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Characterizing the Ideal Antidepressant Therapy to Achieve Remission

Ian Nicol Ferrier

Published: January 13, 2001

Article Abstract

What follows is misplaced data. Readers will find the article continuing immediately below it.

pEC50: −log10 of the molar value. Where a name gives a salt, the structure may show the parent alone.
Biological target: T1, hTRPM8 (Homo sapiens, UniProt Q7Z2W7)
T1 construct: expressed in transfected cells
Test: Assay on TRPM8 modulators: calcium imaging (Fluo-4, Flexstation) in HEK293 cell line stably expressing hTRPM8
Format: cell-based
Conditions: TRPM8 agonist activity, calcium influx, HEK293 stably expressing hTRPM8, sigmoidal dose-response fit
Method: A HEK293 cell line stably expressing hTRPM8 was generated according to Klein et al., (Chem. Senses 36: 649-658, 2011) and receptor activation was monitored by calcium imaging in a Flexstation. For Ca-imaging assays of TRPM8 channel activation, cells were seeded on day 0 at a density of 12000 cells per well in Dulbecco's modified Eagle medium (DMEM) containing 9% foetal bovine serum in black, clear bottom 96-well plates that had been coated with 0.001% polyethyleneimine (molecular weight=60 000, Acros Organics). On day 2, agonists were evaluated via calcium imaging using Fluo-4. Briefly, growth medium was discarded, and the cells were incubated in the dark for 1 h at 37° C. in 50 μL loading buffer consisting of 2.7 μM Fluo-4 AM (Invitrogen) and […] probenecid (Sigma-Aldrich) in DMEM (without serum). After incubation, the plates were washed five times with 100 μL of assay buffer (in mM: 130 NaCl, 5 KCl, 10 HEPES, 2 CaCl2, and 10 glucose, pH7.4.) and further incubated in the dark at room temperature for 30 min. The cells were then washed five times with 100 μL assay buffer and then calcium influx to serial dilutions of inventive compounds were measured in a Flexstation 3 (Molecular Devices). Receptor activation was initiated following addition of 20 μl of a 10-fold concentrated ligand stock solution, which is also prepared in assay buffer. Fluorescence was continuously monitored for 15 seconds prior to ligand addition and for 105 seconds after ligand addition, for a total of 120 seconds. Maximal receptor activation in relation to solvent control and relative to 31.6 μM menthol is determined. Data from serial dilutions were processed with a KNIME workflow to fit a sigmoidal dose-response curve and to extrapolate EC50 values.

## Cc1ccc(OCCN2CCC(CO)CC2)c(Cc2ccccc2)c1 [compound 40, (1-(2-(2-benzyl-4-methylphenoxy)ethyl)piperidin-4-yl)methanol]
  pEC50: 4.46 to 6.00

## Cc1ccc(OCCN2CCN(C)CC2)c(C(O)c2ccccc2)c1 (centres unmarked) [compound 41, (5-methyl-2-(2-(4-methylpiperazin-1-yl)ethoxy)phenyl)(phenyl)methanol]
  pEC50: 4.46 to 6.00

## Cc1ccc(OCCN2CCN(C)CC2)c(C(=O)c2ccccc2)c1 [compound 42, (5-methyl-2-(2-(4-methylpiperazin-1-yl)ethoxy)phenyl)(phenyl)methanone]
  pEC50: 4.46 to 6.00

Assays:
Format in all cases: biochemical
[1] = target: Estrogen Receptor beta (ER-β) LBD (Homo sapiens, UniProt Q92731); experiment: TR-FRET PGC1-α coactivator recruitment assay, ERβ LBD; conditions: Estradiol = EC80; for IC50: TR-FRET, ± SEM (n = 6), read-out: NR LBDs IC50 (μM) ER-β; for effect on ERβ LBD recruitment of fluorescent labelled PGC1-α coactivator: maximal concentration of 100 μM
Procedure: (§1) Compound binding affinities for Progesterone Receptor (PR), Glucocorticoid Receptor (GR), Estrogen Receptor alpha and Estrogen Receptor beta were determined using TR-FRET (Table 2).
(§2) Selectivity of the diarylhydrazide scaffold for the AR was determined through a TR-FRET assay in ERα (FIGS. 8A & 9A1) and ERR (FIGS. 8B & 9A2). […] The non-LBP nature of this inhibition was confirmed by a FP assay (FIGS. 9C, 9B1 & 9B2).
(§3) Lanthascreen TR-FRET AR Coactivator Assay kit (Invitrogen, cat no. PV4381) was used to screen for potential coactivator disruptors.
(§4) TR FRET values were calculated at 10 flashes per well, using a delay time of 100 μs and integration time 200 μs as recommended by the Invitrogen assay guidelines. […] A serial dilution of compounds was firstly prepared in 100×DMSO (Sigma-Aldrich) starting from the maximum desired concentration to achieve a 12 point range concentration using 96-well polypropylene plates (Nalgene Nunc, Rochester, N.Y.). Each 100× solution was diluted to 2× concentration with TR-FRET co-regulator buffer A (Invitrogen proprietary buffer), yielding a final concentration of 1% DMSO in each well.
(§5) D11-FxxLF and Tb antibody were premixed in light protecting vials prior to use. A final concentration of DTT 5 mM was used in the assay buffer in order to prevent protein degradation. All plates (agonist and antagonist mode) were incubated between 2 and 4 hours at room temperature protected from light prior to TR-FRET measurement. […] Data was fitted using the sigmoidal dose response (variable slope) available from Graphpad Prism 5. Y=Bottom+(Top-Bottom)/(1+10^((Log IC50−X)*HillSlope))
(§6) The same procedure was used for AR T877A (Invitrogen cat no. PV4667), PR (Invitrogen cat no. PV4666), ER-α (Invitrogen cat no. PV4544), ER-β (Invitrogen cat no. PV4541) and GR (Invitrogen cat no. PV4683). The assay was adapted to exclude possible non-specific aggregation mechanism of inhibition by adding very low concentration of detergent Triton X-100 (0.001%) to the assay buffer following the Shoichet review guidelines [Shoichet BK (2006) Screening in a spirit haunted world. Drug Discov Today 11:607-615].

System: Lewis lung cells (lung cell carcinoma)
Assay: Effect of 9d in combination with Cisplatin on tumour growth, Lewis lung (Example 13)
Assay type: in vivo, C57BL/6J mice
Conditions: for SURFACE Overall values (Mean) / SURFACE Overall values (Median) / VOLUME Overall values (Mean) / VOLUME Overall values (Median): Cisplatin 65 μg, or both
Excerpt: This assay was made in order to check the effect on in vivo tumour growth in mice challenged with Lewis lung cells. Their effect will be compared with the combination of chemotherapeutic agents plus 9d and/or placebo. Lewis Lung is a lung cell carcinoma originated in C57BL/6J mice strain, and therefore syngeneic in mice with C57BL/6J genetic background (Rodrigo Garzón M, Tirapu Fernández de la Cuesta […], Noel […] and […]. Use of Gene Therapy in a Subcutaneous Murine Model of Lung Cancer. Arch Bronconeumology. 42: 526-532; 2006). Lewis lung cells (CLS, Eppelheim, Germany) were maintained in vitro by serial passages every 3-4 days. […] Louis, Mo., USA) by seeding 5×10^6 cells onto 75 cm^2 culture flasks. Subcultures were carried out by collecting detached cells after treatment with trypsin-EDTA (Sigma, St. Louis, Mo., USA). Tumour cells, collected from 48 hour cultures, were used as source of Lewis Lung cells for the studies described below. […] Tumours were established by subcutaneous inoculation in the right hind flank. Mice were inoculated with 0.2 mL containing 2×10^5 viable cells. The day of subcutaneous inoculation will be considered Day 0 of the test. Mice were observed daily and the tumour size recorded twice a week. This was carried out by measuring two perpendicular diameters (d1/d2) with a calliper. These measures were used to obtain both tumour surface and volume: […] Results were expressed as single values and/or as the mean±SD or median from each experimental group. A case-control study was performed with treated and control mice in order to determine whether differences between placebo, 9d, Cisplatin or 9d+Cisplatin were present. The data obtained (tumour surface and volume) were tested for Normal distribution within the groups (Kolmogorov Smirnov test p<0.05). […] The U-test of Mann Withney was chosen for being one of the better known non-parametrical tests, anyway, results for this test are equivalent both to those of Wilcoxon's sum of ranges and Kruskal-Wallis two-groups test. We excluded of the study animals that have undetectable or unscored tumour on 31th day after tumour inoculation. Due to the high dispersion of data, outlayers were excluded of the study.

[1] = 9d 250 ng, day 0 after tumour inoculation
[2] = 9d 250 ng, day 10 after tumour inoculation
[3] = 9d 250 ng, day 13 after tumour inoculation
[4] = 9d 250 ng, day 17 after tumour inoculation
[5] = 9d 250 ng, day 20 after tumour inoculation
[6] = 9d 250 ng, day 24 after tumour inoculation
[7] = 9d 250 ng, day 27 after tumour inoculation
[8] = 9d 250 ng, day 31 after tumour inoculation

A paradigm shift in the management of depression has transpired in recent years with the modificationof treatment goals toward remission, an outcome that transcends response. Pharmacotherapy,psychotherapy, electroconvulsive therapy, and combination therapies are treatment modalities availableto the clinician for facilitating remission in depressed patients. For patients with moderate-to-severe depression, pharmacotherapy, either alone or in combination with other therapeutic approaches,is the treatment of choice. Antidepressants have heterogeneous effects on neurotransmittersystems that are manifested in different levels of selectivity and potency, influencing the drugs’ safetyprofile through their potential for inducing drug-drug interactions. In terms of the pharmacokinetic-pharmacodynamiccharacteristics of antidepressants, a positive dose-response relationship has beenshown to enhance the achievement of full remission because it allows the clinician to maximize drugdosage to optimize efficacy. Evidence from several studies indicates that treatment strategies that involvecombined serotonergic and noradrenergic mechanisms result in pharmacologic synergism thatleads to an enhanced antidepressant effect. This article identifies key characteristics of antidepressantsthat have been associated with greater efficacy.

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